What’s in your receipt?

Here's one way to avoid BPA this holiday season

Tiny red flecks — rayon fibers — will soon identify the only BPA-free thermal-printed store receipts in North America. Appleton

Appleton Paper, a company in Wisconsin, makes the kind of paper used for cash-register receipts. Starting in the first two weeks of November, the company’s receipt paper comes with something new. Tiny flakes of red fibers will show up on the back. Next time you come across a receipt, flip it over and see whether you can see red.

If you do, rest easy — because Appleton’s receipts do not contain bisphenol A (BPA), a chemical that has been in the news. Recent studies show BPA could be hazardous to your health. BPA is called a hormone disruptor. That means it enters the body and acts like a hormone, a chemical that can control body processes. When BPA acts like hormones, the body’s real hormones may have trouble doing their job.

Studies have turned up a link between BPA and heart disease. Exposure to the chemical might also make a person more likely to develop diseases such as diabetes, other data show. In roundworms, which are often used in the laboratory as a model for humans, BPA interferes with reproduction. That might mean bad news for human reproduction, too.

In three separate studies last year, conducted all over the world, researchers discovered BPA in cash register and ATM receipts. Some studies showed that the BPA rubs off easily onto a person’s hand. A recent report from the French government says this BPA is quickly absorbed into the skin and then into the bloodstream.

“I won’t touch receipts now,” Frederick vom Saal told Science News. He is a scientist at the University of Missouri in Columbia. He investigated store receipts as part of a study by the nonprofit Environmental Working Group, based in Washington, D.C.. Vom Saal is now working on a study that looks not only at how BPA travels from receipts into the skin, but also at how much of that BPA later turns up in a person’s urine or blood.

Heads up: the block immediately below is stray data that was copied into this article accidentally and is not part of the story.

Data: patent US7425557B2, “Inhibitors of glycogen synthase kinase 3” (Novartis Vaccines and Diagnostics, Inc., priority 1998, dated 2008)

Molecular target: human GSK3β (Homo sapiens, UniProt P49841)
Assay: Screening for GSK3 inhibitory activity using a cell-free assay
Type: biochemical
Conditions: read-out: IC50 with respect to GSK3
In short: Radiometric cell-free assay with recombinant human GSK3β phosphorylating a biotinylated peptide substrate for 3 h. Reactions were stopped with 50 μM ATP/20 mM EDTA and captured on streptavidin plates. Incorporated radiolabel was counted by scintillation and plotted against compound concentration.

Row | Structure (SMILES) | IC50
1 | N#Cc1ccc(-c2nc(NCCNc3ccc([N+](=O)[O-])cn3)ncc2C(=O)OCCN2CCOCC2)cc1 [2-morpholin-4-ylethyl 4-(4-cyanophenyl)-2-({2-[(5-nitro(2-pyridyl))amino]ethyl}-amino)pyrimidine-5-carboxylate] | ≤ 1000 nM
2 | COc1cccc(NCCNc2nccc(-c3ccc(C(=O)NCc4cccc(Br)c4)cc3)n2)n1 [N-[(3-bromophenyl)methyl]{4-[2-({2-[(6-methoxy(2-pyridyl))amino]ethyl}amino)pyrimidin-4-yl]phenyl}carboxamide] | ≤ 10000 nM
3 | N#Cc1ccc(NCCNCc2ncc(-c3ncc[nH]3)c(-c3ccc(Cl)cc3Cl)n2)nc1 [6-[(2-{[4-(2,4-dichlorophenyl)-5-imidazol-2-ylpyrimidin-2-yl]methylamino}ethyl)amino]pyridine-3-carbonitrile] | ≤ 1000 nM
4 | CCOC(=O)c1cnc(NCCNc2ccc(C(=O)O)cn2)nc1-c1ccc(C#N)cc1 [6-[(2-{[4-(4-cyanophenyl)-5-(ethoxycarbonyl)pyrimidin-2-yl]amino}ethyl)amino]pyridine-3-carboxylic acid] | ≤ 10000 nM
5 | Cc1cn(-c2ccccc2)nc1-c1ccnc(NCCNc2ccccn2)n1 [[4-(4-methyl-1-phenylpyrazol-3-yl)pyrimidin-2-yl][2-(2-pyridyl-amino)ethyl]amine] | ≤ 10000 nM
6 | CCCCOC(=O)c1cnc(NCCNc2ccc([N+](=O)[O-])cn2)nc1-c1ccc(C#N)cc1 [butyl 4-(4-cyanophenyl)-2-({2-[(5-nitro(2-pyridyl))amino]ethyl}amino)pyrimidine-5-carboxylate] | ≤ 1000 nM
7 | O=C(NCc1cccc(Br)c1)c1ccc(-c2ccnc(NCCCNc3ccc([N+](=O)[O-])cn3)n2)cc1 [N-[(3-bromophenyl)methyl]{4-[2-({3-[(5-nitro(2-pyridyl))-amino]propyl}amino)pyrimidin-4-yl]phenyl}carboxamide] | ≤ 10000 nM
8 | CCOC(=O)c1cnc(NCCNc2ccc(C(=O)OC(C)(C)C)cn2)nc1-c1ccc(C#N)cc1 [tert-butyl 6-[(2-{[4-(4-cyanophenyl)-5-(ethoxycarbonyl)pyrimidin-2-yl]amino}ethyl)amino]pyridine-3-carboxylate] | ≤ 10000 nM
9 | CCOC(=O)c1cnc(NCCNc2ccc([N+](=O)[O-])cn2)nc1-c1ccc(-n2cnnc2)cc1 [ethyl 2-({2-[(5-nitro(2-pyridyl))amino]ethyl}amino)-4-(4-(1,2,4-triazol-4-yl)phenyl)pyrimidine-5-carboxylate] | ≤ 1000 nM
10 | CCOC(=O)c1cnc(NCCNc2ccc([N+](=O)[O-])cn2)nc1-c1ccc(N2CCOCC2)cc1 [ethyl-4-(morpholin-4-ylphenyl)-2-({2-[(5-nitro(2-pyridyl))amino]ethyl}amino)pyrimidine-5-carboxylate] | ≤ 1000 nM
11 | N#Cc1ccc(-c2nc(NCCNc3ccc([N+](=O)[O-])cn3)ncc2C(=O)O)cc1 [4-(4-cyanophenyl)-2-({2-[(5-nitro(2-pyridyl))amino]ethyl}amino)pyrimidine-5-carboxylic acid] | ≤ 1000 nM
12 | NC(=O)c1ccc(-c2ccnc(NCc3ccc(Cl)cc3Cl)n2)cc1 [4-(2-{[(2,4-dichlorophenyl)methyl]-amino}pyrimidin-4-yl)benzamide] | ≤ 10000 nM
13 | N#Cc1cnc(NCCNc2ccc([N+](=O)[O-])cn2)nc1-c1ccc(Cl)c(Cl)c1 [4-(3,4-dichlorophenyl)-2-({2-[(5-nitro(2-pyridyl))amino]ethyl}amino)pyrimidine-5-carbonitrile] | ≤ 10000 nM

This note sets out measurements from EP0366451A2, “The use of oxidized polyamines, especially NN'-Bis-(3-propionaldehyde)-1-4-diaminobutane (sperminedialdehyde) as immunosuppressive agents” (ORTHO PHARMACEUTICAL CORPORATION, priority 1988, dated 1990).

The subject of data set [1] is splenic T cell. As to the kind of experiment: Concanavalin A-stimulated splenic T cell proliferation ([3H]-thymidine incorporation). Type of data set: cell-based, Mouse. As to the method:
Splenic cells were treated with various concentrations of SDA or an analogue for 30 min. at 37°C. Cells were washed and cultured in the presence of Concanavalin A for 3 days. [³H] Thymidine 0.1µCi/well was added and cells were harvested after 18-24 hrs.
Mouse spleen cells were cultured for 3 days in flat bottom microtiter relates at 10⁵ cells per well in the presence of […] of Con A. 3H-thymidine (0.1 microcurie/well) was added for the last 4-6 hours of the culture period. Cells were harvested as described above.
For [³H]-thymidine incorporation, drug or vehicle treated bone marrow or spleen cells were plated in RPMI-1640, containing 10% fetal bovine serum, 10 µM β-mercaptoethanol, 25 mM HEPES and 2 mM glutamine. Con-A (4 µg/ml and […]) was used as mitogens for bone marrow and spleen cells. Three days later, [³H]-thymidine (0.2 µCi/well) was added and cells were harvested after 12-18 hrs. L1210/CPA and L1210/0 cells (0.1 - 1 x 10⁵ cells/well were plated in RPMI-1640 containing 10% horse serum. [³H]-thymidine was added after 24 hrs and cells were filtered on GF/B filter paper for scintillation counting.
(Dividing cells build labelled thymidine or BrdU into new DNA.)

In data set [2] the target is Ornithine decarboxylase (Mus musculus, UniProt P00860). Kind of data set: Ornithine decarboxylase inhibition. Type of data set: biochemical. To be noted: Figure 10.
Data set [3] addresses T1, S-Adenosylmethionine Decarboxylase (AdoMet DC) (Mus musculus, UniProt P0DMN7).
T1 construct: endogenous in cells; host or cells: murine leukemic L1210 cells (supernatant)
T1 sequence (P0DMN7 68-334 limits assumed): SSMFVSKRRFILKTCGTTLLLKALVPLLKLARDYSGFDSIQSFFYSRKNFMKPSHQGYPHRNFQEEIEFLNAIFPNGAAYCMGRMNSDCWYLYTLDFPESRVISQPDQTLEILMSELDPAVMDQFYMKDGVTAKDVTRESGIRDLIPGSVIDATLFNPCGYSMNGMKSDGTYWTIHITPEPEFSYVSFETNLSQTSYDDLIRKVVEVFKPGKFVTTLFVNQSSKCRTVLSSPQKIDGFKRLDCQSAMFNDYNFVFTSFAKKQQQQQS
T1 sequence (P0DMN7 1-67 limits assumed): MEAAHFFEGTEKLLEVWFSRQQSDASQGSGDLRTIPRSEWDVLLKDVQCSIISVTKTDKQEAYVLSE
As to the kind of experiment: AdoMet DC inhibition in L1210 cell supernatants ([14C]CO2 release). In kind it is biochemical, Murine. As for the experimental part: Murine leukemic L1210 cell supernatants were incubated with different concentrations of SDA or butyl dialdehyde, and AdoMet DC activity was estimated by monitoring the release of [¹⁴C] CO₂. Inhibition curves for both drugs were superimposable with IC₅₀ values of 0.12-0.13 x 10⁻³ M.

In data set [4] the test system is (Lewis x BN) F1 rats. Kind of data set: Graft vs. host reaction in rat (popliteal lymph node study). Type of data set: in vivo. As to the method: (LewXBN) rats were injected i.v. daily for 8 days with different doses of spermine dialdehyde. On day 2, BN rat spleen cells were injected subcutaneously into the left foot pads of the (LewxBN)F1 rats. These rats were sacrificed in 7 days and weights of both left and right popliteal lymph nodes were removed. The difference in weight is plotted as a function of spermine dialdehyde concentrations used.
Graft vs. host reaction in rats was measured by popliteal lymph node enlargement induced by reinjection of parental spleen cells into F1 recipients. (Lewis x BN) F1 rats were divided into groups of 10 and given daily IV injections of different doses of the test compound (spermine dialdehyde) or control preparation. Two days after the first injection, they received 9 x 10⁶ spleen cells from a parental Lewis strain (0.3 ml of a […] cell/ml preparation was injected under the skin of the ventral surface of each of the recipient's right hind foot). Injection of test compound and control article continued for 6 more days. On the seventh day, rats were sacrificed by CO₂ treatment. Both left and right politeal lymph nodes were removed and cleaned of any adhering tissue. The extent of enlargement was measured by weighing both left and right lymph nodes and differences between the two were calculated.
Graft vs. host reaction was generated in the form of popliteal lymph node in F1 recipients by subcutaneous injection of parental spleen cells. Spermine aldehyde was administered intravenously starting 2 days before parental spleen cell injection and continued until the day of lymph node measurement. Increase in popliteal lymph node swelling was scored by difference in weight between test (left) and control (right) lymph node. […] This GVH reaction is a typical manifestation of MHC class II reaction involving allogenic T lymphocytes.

A recent study of pregnant American women found that cashiers, who work with receipts all day, have higher levels of BPA in their blood and urine. Since BPA passes so easily into the body, it may also pass easily into the fetus. And that might mean that a mother’s BPA exposure could be hazardous to her children.

Receipts are not the only source of BPA — far from it. BPA is used in the production of some plastics. BPA can travel from the plastic into the body. That BPA becomes more mobile when the plastic is heated — in a dishwasher or microwave, for example — or when it is scratched.

In addition to water bottles and other containers, plastic shows up in places you wouldn’t expect: bike helmets, telephones, computers. As a quick example, consider a typical automobile: plastic is used in the seats, dashboard, parts of the body and some engine parts.

BPA is in receipts and in plastic, and a recent study turned up BPA in yet another alarming source: food. In a recent study, scientists in Texas tested 31 types of canned foods or foods packaged in plastic. They discovered measurable amounts of BPA in 60 percent of the food products.

The Environmental Protection Agency recommends people consume no more than 50 micrograms of BPA per kilogram (2.2 pounds) of body weight. The food-based BPA measured by the Texas scientists is far below that guideline.

Scientists are still trying to determine both the real risks of BPA, and how much of the chemical is too much. To be on the safe side, check your receipts — and your plastic.

POWER WORDS (from the Yahoo! Kids Dictionary and the National Institutes of Health)

plasticizer Any of various substances added to plastics or other materials to make or keep them soft or pliable.

plastic Any of various organic compounds produced by polymerization, and capable of being molded, extruded, cast into various shapes and films, or drawn into filaments used as textile fibers.

BPA A chemical produced in large quantities for use primarily in the production of plastics.

hormone A substance produced by one tissue that travels through the bloodstream to another tissue to effect physiological activity, such as growth or metabolism.

Stephen Ornes lives in Nashville, Tenn., and his family has two rabbits, six chickens and a cat. He has written for Science News Explores since 2008 on topics including lightning, feral pigs, big bubbles and space junk.

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